To create a new OneConnect profile
1.On the Main tab, expand Local Traffic, and then click Profiles.

The HTTP Profiles screen opens.
2.On the Menu bar, from the Other menu, click OneConnect.

The Persistence Profiles screen opens.
3.In the upper right portion of the screen, click the Create button.

The New HTTP Profile screen opens.
4.In the Name box, type a name for this profile. In our example, we
type iis-oneconnect.
5.From the Parent Profile list, ensure that oneconnect is selected.
6.Modify any of the other settings as applicable for your network. In
our example, we leave the settings at their default levels.
7.Click the Finished button.
Creating the virtual server
Next, we configure a virtual server that references the profiles and pool you
created in the preceding procedures.
To create the virtual server
1. On the Main tab, expand Local Traffic, and then click Virtual
Servers.

The Virtual Servers screen opens.
2.In the upper right portion of the screen, click the Create button.

The New Virtual Server screen opens.
3.In the Name box, type a name for this virtual server. In our
example, we type iis-http-vs.
4.In the Destination section, select the Host option button.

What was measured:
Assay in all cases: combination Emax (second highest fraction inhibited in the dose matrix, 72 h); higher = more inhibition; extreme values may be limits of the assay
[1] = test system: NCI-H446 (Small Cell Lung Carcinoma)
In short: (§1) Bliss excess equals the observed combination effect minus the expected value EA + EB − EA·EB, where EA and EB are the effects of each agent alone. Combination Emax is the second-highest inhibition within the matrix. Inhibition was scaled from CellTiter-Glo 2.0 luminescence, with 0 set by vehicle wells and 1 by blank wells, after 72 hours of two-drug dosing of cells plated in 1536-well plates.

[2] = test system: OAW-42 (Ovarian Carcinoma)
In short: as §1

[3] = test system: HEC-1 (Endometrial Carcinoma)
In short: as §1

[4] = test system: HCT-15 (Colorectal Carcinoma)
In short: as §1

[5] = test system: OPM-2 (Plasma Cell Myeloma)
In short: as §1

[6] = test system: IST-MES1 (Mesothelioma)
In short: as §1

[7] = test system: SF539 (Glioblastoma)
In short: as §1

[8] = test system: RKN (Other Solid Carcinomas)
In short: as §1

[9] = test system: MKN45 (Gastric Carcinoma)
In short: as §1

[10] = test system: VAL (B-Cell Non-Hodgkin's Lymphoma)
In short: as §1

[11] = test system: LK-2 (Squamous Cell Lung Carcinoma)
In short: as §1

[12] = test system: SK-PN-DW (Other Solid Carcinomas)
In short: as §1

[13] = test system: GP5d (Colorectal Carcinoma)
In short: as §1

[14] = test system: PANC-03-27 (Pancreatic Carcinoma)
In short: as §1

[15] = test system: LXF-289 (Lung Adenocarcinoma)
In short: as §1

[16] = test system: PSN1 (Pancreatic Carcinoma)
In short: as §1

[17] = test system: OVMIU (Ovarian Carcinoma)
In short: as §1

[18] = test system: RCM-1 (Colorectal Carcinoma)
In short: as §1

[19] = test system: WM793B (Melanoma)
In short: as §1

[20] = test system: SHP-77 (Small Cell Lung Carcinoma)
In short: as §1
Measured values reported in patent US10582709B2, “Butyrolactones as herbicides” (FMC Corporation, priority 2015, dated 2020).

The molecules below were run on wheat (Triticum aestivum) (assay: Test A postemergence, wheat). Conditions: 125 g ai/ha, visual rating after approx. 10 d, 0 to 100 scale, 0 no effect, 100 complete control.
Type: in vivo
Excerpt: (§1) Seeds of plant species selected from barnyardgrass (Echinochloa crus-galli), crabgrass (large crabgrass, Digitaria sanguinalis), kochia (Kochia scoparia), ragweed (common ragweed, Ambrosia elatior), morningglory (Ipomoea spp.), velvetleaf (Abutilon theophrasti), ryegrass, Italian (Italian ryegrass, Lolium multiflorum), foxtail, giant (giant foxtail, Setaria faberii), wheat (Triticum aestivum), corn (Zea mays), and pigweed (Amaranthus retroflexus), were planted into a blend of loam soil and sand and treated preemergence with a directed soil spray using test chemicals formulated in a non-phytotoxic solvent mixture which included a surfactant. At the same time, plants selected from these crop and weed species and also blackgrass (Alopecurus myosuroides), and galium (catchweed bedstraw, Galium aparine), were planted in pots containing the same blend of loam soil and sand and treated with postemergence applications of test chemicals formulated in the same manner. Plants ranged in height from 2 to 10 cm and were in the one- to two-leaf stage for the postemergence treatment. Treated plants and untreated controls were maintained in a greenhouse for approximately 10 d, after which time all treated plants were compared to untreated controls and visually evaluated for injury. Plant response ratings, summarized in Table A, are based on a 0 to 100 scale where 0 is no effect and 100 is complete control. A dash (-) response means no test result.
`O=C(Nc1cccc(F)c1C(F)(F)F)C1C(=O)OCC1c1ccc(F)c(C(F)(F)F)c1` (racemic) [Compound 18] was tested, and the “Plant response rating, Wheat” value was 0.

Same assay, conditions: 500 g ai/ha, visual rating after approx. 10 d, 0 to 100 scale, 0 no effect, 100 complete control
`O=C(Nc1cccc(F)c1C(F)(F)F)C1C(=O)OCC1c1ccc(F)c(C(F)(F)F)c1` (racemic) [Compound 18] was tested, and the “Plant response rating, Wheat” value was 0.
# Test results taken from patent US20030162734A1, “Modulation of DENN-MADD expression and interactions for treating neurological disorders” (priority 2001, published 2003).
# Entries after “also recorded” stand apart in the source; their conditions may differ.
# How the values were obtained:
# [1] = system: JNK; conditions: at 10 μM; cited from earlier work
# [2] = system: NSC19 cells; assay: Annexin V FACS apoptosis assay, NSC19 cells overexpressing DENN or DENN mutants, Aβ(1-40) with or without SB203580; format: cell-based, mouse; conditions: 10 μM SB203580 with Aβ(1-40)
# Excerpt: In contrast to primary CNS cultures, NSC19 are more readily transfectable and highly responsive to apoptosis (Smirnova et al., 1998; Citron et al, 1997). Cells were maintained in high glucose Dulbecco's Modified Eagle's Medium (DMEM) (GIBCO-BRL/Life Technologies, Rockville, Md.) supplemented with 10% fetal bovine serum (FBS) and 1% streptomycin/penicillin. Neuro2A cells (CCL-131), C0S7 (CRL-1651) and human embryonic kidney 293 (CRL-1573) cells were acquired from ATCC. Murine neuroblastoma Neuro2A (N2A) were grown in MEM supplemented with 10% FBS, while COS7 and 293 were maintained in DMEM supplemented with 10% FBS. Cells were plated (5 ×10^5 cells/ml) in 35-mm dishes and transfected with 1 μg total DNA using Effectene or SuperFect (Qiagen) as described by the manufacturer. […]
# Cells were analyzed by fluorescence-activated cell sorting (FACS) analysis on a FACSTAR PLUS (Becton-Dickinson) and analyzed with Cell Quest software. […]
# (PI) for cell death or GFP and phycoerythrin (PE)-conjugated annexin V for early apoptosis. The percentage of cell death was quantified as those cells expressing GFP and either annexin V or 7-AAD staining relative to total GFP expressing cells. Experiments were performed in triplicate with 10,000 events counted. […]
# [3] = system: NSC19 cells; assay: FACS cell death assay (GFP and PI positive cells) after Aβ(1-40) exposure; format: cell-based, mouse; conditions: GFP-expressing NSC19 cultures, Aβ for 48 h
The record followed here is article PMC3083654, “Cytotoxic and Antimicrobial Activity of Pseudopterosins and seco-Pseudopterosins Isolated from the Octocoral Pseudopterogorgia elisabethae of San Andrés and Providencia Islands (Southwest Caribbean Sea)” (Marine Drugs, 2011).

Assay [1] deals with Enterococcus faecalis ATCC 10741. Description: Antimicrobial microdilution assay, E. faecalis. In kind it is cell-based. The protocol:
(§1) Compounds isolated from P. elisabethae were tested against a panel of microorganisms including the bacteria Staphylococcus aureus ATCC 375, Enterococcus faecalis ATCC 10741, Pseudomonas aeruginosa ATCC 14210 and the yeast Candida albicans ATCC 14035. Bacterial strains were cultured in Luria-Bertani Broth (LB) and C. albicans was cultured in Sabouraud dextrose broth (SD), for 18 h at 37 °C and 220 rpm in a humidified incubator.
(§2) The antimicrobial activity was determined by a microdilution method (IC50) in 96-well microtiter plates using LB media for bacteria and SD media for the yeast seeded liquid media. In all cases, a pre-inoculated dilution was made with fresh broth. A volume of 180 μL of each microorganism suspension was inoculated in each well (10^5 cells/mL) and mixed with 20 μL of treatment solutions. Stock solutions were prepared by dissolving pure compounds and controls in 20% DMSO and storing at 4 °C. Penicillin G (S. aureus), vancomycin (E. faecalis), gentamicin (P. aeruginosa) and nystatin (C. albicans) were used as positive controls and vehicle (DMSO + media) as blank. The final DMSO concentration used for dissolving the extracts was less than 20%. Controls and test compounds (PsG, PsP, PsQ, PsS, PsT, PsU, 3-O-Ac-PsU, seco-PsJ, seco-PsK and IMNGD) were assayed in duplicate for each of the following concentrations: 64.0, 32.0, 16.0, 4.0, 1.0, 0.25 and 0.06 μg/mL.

5.In the Address box, type the IP address of this virtual server. In our
example, we use 192.168.10.120.
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6.In the Service Port box, type 80, or select HTTP from the list.
Figure 2.4 Creating the IIS virtual server
7.From the Configuration list, select Advanced.

The Advanced configuration options appear.
8.Leave the Type list at the default setting: Standard.
9.From the Protocol Profile (Client) list select the name of the
profile you created in the
Creating the WAN optimized TCP profile

section. If you did not create a WAN optimized profile, select the
LAN optimized profile as in the following Step. In our example, we
select iis-tcp-wan.
10.From the Protocol Profile (Server) list, select the name of the
profile you created in the
Creating the LAN optimized TCP profile

section. In our example, we select iis-tcp-lan.
11.From the OneConnect Profile list, select the name of the profile
you created in
Creating a OneConnect profile
. In our example, we
select iis-oneconnect.
12.From the HTTP Profile list, select the name of the profile you